As she prepared to face the fourth leg of the gruelling 100-mile Tom Quilty endurance ride, Kristie Taprell knew she would have to dig deep to fend off fierce competition.
A seasoned campaigner with 30,000 kilometres of endurance competition under her belt, 17 Quilty buckles and 4 wins to her name, Taprell was feeling nervous.
But sweet-natured Arabian mare Castlebar Belair, owned and trained by Holbrook’s Meg Wade and Chris Gates, was holding up well in the tough terrain of the Tasmanian course.
Of the 140 horses that set out from just after midnight at Scottsdale on October 6, there may have been 10 horses in the running for the prestigious Quilty cup.
“I knew I had to take a risk and that the fourth leg would sort out the field – I had to trust the course would bring the others undone,” Taprell said.
Trusting her instincts and the willing 11-year-old mare beneath her, Taprell rode to the pair’s strengths as they wound their way up hills, through sand and across a course set to test the country’s best endurance horses and riders.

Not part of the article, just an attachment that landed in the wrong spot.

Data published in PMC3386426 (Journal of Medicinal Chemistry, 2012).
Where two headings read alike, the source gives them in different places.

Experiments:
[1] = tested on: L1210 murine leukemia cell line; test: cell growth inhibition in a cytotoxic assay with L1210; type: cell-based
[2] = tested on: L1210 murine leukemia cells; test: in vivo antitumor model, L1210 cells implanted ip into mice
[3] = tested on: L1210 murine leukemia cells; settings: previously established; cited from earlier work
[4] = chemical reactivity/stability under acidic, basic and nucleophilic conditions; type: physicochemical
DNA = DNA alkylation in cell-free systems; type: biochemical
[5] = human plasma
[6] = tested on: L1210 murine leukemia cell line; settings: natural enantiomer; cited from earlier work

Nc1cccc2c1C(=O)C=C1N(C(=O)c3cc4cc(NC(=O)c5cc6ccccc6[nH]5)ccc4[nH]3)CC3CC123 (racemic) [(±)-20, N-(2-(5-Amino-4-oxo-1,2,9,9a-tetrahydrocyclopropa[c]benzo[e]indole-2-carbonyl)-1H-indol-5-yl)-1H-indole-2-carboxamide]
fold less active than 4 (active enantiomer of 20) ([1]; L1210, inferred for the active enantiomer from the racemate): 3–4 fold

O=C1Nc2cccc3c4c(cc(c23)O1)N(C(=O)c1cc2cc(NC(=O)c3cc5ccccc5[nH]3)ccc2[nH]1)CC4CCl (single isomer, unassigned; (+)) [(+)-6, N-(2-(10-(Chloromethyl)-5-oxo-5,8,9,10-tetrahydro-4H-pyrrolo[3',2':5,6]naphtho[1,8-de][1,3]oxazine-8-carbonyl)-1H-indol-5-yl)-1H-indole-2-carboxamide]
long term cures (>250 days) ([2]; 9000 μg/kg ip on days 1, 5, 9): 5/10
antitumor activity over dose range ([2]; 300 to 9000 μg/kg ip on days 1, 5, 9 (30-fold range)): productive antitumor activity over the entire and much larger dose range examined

“This ride she was strong through the technical section and I could feel her thinking and carefully placing her feet,” Taprell recalled.
“She’s a really sensible and gentle horse; she looks after herself and she leaves absolutely nothing on the table.”
When the pair crossed the line in third place and vetted through in first place after the fourth leg, Taprell could taste victory for the fifth and final leg home.
For Thologolong-based Taprell, 34, the 160-kilometre Quilty is the country’s pinnacle event of endurance riding.
The trophy is named after Tom Quilty, a cattleman in the Kimberly area of Western Australia, who in 1966 was asked by his mate RM Williams to back a 100-mile ride modelled on the renowned Tevis Cup in the US.
Quilty donated $1000, which was used to make a gold cup that now resides in the Stockman’s Hall of Fame in Longreach, Queensland.
A proud Chris Gates said the mare had been primed for the race and praised the “brilliant” riding of Taprell to claim the coveted cup.